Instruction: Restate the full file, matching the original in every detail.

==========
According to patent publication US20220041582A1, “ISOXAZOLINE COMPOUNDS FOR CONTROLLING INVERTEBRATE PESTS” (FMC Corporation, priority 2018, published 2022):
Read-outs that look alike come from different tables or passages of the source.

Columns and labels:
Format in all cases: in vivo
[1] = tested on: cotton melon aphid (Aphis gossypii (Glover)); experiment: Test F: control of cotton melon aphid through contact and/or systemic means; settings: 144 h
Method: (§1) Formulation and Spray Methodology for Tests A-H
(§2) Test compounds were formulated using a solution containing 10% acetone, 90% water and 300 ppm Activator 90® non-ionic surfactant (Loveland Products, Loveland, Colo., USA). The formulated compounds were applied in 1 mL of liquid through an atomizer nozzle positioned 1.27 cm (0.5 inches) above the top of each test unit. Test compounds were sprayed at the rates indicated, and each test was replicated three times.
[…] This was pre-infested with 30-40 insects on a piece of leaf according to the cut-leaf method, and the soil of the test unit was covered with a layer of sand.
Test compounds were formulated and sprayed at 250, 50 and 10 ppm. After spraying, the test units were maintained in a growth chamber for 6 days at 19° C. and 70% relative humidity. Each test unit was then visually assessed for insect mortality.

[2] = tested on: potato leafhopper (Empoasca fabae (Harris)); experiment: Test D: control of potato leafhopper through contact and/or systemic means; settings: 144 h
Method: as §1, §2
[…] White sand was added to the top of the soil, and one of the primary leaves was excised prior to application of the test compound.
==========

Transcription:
According to patent publication US20220041582A1, “ISOXAZOLINE COMPOUNDS FOR CONTROLLING INVERTEBRATE PESTS” (FMC Corporation, priority 2018, published 2022):
Read-outs that look alike come from different tables or passages of the source.

Columns and labels:
Format in all cases: in vivo
[1] = tested on: cotton melon aphid (Aphis gossypii (Glover)); experiment: Test F: control of cotton melon aphid through contact and/or systemic means; settings: 144 h
Method: (§1) Formulation and Spray Methodology for Tests A-H
(§2) Test compounds were formulated using a solution containing 10% acetone, 90% water and 300 ppm Activator 90® non-ionic surfactant (Loveland Products, Loveland, Colo., USA). The formulated compounds were applied in 1 mL of liquid through an atomizer nozzle positioned 1.27 cm (0.5 inches) above the top of each test unit. Test compounds were sprayed at the rates indicated, and each test was replicated three times.
[…] This was pre-infested with 30-40 insects on a piece of leaf according to the cut-leaf method, and the soil of the test unit was covered with a layer of sand.
Test compounds were formulated and sprayed at 250, 50 and 10 ppm. After spraying, the test units were maintained in a growth chamber for 6 days at 19° C. and 70% relative humidity. Each test unit was then visually assessed for insect mortality.

[2] = tested on: potato leafhopper (Empoasca fabae (Harris)); experiment: Test D: control of potato leafhopper through contact and/or systemic means; settings: 144 h
Method: as §1, §2
[…] White sand was added to the top of the soil, and one of the primary leaves was excised prior to application of the test compound.